Copyright & Fair Use

Fair Use

Fair use allows individuals to use of copyrighted materials in specific circumstances:

  • to criticize or write commentary on a copyrighted work
  • for news reporting
  • for teaching, scholarship, or research

These fair use provisions support the principle of promoting "progress of science and useful arts" (quoted text from the U.S. Constitution, Article 8, Section 1, Clause 8 which lays out the principles of copyright).

Just like copyright itself, fair use has limitations. Those limits are defined in U.S. Copyright Law 17 U.S. Code § 107 and are often called the Four Factors. When evaluating the use of a copyrighted work, these factors determine if the use is acceptable or infringes on copyright. The Four Factors are:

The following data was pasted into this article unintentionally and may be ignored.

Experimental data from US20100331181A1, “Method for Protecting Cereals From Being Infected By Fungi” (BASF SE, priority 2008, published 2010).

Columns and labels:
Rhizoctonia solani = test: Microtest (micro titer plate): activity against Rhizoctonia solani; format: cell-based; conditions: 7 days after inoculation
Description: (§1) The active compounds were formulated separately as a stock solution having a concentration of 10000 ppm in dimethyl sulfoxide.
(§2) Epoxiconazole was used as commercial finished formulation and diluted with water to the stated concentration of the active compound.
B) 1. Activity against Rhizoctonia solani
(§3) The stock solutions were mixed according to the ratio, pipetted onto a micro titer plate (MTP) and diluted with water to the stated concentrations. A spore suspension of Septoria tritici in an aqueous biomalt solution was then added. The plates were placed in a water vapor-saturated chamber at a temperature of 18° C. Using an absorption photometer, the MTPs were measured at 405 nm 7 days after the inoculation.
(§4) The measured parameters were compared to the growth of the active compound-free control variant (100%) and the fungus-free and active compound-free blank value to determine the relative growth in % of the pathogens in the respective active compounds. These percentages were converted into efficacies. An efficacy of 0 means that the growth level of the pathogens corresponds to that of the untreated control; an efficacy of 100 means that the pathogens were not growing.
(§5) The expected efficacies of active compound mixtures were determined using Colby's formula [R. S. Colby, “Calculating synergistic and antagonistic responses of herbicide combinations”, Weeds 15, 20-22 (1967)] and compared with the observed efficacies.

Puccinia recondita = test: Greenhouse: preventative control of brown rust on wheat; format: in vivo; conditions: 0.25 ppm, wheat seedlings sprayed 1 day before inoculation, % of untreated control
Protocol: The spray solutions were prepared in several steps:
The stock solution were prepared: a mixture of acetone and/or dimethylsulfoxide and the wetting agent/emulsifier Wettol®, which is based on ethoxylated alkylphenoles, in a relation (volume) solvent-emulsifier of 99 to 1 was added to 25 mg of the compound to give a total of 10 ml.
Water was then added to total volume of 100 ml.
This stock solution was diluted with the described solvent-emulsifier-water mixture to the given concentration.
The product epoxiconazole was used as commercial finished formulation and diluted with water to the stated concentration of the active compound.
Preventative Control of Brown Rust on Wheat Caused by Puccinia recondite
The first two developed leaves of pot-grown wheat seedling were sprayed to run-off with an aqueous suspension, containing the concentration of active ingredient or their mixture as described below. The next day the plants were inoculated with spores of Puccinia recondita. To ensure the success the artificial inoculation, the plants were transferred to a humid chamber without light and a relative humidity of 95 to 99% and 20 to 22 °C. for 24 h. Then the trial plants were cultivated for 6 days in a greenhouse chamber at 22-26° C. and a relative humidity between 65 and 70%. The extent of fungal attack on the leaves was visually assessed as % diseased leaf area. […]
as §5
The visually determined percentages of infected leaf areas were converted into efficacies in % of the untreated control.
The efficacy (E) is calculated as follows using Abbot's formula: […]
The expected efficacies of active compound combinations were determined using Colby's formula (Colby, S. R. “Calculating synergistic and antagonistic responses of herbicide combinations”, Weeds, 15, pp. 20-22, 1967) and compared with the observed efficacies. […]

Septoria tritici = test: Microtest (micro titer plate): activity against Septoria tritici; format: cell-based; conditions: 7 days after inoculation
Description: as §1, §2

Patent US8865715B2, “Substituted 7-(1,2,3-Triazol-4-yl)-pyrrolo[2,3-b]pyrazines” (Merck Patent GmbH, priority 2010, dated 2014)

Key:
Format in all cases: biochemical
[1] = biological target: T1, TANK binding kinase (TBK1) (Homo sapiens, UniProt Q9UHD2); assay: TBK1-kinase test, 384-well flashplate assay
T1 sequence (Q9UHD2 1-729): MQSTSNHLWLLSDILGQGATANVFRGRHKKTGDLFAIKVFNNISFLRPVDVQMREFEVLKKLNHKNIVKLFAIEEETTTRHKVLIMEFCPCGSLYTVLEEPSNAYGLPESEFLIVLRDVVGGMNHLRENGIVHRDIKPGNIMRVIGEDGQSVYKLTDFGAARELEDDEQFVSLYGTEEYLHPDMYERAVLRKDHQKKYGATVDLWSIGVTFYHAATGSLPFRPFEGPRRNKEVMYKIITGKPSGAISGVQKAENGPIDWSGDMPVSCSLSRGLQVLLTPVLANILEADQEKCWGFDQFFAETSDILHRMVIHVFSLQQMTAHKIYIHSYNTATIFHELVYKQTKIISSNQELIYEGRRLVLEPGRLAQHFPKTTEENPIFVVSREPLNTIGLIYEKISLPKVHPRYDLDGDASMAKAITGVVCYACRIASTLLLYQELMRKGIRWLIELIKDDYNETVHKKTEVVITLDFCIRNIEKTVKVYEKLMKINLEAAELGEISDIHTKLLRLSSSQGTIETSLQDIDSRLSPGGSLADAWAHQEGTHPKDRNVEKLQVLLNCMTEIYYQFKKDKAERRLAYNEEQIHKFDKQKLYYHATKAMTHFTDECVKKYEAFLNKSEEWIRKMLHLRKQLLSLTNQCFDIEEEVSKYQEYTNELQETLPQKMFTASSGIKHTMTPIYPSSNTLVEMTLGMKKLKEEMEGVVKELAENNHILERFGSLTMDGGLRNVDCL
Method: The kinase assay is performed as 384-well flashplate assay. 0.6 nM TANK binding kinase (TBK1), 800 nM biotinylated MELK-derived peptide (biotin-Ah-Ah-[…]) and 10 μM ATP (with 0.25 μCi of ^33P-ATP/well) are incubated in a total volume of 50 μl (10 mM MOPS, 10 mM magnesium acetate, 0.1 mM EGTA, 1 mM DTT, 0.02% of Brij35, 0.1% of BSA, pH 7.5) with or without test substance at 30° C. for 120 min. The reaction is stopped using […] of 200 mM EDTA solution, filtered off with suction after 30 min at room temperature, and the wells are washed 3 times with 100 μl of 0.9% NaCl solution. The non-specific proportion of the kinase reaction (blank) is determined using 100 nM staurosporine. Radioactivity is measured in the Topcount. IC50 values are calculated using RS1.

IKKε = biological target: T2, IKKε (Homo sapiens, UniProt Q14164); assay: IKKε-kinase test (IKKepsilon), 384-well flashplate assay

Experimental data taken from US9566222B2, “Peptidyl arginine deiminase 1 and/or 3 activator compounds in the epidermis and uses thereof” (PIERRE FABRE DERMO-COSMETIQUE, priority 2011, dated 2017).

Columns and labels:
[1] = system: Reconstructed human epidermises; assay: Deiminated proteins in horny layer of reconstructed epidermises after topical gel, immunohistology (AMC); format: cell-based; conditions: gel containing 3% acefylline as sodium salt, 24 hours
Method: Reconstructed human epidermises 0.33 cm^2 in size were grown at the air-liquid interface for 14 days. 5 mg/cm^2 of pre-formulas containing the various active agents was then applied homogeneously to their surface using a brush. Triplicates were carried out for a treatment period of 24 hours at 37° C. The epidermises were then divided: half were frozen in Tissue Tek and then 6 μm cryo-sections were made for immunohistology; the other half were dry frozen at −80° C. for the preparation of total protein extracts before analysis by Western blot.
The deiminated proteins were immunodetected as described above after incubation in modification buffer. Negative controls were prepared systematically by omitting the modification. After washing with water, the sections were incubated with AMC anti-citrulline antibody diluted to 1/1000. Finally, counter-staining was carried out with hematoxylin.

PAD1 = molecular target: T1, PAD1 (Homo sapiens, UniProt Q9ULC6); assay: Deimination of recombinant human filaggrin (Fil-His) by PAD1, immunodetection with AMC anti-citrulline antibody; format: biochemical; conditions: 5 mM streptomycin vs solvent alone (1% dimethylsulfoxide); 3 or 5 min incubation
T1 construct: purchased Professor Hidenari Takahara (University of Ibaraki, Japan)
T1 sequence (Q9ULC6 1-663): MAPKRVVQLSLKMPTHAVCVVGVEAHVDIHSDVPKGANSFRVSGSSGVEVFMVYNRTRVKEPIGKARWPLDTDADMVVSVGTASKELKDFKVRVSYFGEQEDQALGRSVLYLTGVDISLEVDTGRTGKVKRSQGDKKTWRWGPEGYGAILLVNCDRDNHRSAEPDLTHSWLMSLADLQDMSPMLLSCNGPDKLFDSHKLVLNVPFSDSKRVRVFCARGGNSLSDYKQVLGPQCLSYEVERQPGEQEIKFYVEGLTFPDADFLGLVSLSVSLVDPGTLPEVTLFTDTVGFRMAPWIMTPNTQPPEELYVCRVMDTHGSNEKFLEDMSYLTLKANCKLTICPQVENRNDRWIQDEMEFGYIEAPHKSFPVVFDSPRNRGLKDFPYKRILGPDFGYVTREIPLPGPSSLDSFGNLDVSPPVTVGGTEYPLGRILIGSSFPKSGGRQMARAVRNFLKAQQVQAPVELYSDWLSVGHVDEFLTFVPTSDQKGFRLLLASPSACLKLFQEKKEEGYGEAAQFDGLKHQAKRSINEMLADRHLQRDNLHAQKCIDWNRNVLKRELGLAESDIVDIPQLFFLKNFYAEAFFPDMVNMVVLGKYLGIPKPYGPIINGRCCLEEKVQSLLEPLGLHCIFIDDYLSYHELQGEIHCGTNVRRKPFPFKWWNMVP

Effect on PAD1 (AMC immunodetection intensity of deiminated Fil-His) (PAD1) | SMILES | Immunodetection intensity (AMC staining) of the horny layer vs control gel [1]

1. the purpose and character of the use, including whether such use is of a commercial nature or is for nonprofit educational purposes;
  2. the nature of the copyrighted work;
  3. the amount and substantiality of the portion used in relation to the copyrighted work as a whole; and
  4. the effect of the use upon the potential market for or value of the copyrighted work. (17 U.S. Code § 107)

Fair Use Resources